The institution's services include offering egg and sperm retrieval of the clients in the institution and arranging blastocyst embryo transfer into the surrogate mother in public hospitals to "legalize" the procedure. The institution also provides antenatal care to the surrogate mothers. The total price is around 600,000 to 800,000 yuan, according to Jessy.

For those who worry about the legitimacy of surrogacy in China, Jessy said her institution could also help clients go to the US to use surrogacy, and the total fee is about $140,000.

Heated discussions 

Although Jessy's institution also promised to offer health certificate to baby born through surrogacy to eliminate worries, the legal concerns still exist. In fact, for years, the discussions over whether surrogacy should be allowed among specific groups or how to further regulate the using of ART have been ongoing. 

There are also voices in China that strongly disapprove of surrogacy in any form with some noted that surrogacy not only violates human dignity and fair reproductive rights, it also causes legal disputes.

There are multiple legal risks related to surrogacy in China and contract disputes caused by surrogacy occur frequently as various parties have been involved in the contract. And the standards for judging similar cases and the application of foreign-related laws urgently need to be unified, Zhong Lan'an, a lawyer from the Beijing-based Jingsh Law Firm, told the Global Times. 

Surrogacy may involve issues such as custody and property inheritance for children born out of wedlock. It may also cause disputes over the spouse's reproductive rights, confirmation of parent-child relationship, liability for children's health, and liability for the surrogate mother's health, said Zhong. 

For cross-border surrogacy, additional legal issues, including nationality and immigration may arise given that different countries have different legal regulations on surrogacy, said the lawyer.

Despite the legal risks and prohibition of surrogacy in China, it has continued to be practiced to cater for the growing demand. Zhong noted that as China's population ages and the fertility rate continues to decline, some people who have a very urgent need to have their own children can have their demand met through surrogacy. But the surrogacy industry is full of chaos and needs to be regulated and managed through legislation.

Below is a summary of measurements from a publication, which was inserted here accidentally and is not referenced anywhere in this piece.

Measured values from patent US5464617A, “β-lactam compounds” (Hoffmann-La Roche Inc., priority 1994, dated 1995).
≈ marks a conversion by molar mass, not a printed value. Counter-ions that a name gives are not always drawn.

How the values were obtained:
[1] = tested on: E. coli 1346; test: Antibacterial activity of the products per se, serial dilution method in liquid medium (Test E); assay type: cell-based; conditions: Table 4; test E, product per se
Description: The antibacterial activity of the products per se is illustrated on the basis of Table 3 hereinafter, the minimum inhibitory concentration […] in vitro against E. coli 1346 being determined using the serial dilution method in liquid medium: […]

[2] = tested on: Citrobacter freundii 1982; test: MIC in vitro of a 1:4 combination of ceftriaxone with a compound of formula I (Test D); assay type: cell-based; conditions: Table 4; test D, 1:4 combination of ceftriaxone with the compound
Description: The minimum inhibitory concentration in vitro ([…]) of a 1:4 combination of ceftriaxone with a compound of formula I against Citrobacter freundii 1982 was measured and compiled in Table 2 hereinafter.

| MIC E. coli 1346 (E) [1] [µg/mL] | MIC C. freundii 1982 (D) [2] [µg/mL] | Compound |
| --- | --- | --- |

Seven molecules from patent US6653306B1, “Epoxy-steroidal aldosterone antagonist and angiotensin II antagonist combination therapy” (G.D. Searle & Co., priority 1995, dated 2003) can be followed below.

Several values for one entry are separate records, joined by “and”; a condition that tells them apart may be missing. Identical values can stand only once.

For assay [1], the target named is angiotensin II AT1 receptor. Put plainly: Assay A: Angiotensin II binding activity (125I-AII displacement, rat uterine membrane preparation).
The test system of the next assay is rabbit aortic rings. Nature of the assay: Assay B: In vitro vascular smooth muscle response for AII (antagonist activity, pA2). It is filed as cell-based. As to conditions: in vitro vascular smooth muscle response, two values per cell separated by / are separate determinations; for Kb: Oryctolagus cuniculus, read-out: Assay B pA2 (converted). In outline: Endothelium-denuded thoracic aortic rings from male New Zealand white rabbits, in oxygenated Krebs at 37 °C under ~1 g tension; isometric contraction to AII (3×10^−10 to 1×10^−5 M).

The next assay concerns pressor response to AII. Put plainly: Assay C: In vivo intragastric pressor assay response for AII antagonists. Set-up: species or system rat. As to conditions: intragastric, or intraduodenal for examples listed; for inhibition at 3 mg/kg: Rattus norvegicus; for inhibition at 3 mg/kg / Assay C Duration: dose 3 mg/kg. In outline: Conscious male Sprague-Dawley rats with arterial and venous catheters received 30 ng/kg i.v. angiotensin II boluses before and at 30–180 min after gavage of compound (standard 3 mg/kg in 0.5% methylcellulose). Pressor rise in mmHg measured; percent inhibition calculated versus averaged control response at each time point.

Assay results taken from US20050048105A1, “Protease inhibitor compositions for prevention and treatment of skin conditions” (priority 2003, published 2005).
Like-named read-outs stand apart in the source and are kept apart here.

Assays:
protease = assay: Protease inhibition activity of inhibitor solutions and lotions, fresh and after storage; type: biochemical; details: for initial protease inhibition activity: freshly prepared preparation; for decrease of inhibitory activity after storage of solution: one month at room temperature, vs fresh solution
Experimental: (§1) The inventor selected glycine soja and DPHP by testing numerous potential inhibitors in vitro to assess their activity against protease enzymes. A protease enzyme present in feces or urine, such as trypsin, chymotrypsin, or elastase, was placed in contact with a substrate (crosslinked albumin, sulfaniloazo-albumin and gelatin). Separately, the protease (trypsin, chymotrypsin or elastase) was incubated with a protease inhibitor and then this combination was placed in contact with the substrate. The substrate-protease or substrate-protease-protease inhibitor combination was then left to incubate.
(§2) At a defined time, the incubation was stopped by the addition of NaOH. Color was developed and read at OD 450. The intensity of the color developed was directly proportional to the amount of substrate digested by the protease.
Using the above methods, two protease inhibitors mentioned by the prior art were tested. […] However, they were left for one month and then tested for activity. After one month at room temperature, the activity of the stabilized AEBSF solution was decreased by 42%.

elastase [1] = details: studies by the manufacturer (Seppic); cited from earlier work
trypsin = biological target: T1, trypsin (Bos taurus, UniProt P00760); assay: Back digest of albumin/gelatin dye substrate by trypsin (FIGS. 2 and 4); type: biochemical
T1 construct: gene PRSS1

Huang Wenzheng, a demography expert and senior researcher at the Center for China and Globalization, believes surrogacy should be allowed for some groups, including couples who are unable to have children and those who are past the fertile years but have lost their only child. 

Simply banning surrogacy may lead to thriving underground services, resulting in more chaos and illegal activities, said Huang, advising to improve legislations on surrogacy and strictly control the applied range of surrogacy and strengthen supervision of related industries.  

Although discussions over the ethical and legal dilemmas in surrogacy remain in China, many scholars who hold different views on surrogacy agree that the country needs to improve the legislation and regulation on surrogacy and adapt to the adjustment of reproductive policies, and the development of surrogacy technology. 

Moreover, efforts should also be made to ensure that citizens have access to safe, standardized and effective ART services, minimize the risks of assisted reproductive services, and improve medical conditions for couples who seek ART technologies, analysts suggest.